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Multiple Risks Affect Developing Brain in Cerebral Palsy


LONDON -- A large study of the causes of cerebral palsy found that mothers had a strikingly high rate of urinary tract or other infections during pregnancy.

LONDON, Oct. 4 -- A large study of the causes of cerebral palsy found that mothers had a strikingly high rate of urinary tract or other infections during pregnancy.

The study that assessed 431 children, including MRIs on several hundred, stressed frequent complex causes of cerebral palsy rather than a single event, such as an obstetrical mishap.

The European investigators homed in on a slew of factors, ranging from maternal infection during pregnancy and brain abnormalities in the infant, to occasional events during birth.

Various studies have reported findings from selected types of cerebral palsy. However, Martin Bax, D.M., of Imperial College London, and colleagues, said they are unaware of any previous studies reporting MRI findings in a large population that included all of the clinical subtypes.

The findings, reported in the Oct. 4 issue of Journal of the American Medical Association, emerged from the European Cerebral Palsy Study, a cross-sectional, population-based study conducted at eight centers. Five hundred and eighty-five children with cerebral palsy, born between 1996 and 1999, were identified, and of these, 431 children were clinically assessed, and 351 had a brain MRI scan at 18 months of age or later.

A striking finding from the mothers' history, Dr. Bax said, was that 39.5% (158 of 400) reported an infection during pregnancy, specifically a urinary tract infection in 19.2%. Of the women, 15.5% reported taking antibiotics during the pregnancy. An independent review of the data concluded that 29.6% of the women had a "significant" infection (excluding minor coughs and cold).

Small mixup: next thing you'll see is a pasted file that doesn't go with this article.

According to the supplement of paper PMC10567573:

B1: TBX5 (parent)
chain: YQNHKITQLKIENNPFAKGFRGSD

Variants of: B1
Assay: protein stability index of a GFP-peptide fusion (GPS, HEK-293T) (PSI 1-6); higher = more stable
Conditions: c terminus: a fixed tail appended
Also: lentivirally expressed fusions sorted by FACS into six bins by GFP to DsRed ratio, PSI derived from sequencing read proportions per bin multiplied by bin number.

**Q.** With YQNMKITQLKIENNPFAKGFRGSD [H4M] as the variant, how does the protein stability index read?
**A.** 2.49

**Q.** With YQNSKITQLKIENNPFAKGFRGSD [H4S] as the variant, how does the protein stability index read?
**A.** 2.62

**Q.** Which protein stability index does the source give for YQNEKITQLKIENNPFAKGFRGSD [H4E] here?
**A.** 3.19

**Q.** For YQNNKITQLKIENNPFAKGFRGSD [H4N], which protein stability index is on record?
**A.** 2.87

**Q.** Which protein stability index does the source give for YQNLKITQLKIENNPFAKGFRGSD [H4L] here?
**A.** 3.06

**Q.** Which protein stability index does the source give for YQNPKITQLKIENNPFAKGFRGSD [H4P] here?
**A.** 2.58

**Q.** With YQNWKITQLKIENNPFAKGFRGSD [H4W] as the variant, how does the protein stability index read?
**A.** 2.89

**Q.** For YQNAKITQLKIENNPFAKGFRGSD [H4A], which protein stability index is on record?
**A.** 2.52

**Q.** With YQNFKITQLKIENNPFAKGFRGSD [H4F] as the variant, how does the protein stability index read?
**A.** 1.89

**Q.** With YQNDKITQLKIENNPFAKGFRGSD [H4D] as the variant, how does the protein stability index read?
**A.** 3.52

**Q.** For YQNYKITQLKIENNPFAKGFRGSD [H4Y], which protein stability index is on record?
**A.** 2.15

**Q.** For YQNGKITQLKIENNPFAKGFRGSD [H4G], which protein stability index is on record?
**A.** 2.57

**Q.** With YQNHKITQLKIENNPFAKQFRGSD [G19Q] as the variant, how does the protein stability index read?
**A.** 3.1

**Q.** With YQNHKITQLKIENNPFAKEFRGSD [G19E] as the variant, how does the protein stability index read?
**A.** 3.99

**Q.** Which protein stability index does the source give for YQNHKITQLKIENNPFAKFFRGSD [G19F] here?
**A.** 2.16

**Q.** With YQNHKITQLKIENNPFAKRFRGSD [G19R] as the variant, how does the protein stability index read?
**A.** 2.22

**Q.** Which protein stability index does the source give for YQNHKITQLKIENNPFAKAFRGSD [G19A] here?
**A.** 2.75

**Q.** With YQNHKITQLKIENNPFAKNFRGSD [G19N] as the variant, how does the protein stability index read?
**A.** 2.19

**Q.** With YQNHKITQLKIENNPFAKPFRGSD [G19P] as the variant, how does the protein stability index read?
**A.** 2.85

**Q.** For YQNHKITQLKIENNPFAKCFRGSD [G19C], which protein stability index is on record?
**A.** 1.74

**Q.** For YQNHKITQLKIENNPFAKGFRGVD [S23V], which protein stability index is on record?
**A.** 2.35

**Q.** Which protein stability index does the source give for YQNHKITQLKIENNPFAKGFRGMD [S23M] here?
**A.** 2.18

More than half the children (235; 54%) were born at term, while 47 children (10.9%) were very preterm (less than 28 weeks). Of the rest, 69 (16%) were born between 28 and 31 weeks, and 79 (18.3%) were born between 32 and 36 weeks gestation.

In addition, the multiple pregnancy rate was high. Fifty-one children (12%) were known to be from a multiple pregnancy, with 48 from a twin pregnancy and three from a triplet pregnancy. This compares with a population rate of multiple pregnancy of about 1.5%. In some instances, both twins had cerebral palsy and were in the study (four pairs).

Emergency cesareans were performed in 32.3% of the births; 7% had planned cesareans, while 44.8% had standard vaginal delivery, the rest had other procedures.

More than 40% of the children who were born at term spent more than five days in the special care unit and were regarded as significantly ill. Recurrent seizures occurred in 28% of children, hearing impairment in 7.2%, and visual impairment, including strabismus, restricted fields, and refractive errors, in 33%.

At the children's discharge from the special-care infant unit, to which 70% of the children were admitted, 47.3% of the parents said they were unaware that there was concern about their child.

Clinically, 26.2% of children had hemiplegia, 34.4% had diplegia, 18.6% had quadriplegia, 14.4% had dyskinesia, 3.9% had ataxia, and 2.6% had other types of cerebral palsy.

Among children given a clinical evaluation, 351 (81.4%) had a brain MRI scan. The scans, which correlated with the clinical findings, showed that white matter damage of immaturity, including periventricular leukomalacia (PVL), was the most common finding (42.5%). This was followed by basal ganglia lesions (12.8%), cortical/subcortical lesions (9.4%), malformations (9.1%), focal infarcts (7.4%), and miscellaneous lesions (7.1%). Only 11.7% of these children had a normal MRI.

White-matter damage is thought to occur before about 34 weeks of gestation, although 25% of those in the MRI group were born at term, the researchers said. As for the 7.1% miscellaneous lesions, the scan findings did not fit into any of the groups and were accompanied by high rates of other problems, such as epilepsy and visual problems, and may have been due to unidentified genetic abnormalities, the researchers said.

This study has some important implications in relation to possible malpractice suits, the researchers wrote. They ruled out several possibilities as follows: